© Christie’s
© Christie’s

The first half of 2014 has been an eventful time in the art market. Despite some predictions to the contrary, the market has returned to its heady pre-credit crunch levels, driven in the large part by rapidly rising prices at the top of the Post-War and Contemporary sector. In May of this year, Christie’s New York Post-War evening sale totalled nearly $745 million, the highest grossing auction in history, leaving even the most seasoned art industry commentators flabbergasted by the dizzy prices that were achieved. Georgina Adam’s excellent article in last weekend’s Financial Times examines this boom, summarising that the new generation of super-rich are younger than in previous generations and that their tastes influence the high-impact immediacy of much Contemporary art.

This is true to an extent, but the focus on the Contemporary art market glosses over the fact that there is a growing contingent of collectors, albeit few by comparison, who have spotted that there is value to be found in the more traditional and less fashionable sectors of the art market. Take Old Master paintings; as the supply of quality works coming to market dwindles year on year, there is a premium to be paid for exceptional works. But even for the best – for example, the exquisite pair of Canaletto’s depicting the Rialto Bridge and Piazza San Marco that sold at Sotheby’s in December 2013 for £9.6 million – when compared to the prices being paid for Christopher Wool or Jeff Koons they begin to look really rather good value. The same can be said for the Victorian picture market, in particular the Pre-Raphaelites; increased attention from Russian and Middle Eastern collectors seems to be rapidly establishing this period of art as a growth sector. Modern-British Art is also relatively strong at present, though like all sectors of the market (with the possible exception of Post-War and Contemporary), supply of good works is massively outstripped by demand. There appears to be healthy and sustainable growth in these sectors, though the market is extremely choosy and price sensitive, as the auction houses occasionally learn to their peril.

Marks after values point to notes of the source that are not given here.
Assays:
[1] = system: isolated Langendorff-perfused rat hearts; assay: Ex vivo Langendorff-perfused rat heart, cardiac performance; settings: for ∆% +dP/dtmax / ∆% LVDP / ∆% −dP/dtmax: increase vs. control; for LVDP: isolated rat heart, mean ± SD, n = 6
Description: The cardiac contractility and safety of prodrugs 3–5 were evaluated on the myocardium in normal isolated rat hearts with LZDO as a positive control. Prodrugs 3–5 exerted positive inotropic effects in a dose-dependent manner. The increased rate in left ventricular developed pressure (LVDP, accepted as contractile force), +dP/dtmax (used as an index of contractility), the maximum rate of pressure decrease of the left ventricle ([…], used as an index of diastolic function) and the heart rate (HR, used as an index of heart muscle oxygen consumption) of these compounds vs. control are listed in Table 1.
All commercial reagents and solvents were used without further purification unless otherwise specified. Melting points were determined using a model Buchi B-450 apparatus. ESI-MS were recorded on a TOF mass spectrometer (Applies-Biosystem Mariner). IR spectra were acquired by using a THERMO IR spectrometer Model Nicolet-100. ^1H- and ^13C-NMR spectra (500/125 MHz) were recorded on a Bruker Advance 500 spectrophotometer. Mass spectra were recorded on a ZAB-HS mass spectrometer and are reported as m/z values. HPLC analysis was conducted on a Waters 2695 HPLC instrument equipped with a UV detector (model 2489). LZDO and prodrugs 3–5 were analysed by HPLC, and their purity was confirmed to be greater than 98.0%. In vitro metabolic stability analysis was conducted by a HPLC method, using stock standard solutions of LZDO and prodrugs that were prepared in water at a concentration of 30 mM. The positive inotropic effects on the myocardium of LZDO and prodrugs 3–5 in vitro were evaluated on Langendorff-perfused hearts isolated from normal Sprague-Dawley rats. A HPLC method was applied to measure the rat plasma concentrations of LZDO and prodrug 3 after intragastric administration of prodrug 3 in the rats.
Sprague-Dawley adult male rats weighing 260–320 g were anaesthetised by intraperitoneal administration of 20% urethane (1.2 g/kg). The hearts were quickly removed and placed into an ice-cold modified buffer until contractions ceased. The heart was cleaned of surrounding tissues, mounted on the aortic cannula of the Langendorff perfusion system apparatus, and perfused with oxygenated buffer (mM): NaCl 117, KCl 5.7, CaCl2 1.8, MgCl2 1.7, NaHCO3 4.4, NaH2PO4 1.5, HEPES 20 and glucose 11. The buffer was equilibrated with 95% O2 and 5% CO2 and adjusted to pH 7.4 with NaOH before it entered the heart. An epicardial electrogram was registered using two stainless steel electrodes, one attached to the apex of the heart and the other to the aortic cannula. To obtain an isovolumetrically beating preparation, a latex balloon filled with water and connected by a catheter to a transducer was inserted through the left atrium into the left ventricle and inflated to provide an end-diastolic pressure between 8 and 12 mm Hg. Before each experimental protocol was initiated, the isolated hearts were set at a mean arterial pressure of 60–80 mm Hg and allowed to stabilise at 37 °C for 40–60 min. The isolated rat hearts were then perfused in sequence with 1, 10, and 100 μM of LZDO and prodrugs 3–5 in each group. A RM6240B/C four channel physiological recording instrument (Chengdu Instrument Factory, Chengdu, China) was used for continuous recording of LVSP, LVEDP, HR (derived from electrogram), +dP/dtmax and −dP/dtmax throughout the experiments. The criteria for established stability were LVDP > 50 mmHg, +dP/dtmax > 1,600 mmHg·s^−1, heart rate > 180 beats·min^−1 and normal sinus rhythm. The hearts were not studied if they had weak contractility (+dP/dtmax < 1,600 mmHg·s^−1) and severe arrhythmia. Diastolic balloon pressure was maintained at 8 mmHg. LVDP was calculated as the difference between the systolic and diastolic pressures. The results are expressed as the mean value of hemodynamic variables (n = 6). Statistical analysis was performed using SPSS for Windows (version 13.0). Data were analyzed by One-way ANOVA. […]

We now look forward to a very busy sale season here in London, which kicked off last week with strong Modern British and Victorian sales, and follows next week with the Impressionist and Modern sales (23rd to 27th June), then Post-War and Contemporary week (30th June to 4th July) and rounds up with Old Master week (7th to 11th July).  Art Basel is also in full swing this week, and the very elegant Masterpiece fair opens in London on the 25th June. There are a number of exceptional pieces in the upcoming auctions and we sense that there are more prospective art buyers out there than have been seen for some time.  We therefore anticipate some strong results to reflect a buoyant market.

It is an interesting time for the industry. Pundits repeatedly forecast the end of the boom and the pendulum swinging the other way. And for some artists currently enjoying mind-boggling prices, this must be nothing if not a certainty. For some, however, the ascension may be never ending. But one thing is for sure, if you are prepared the go against the prevailing fashion, think long term and occasionally appear somewhat unfashionable, the spectrum of opportunity increases exponentially.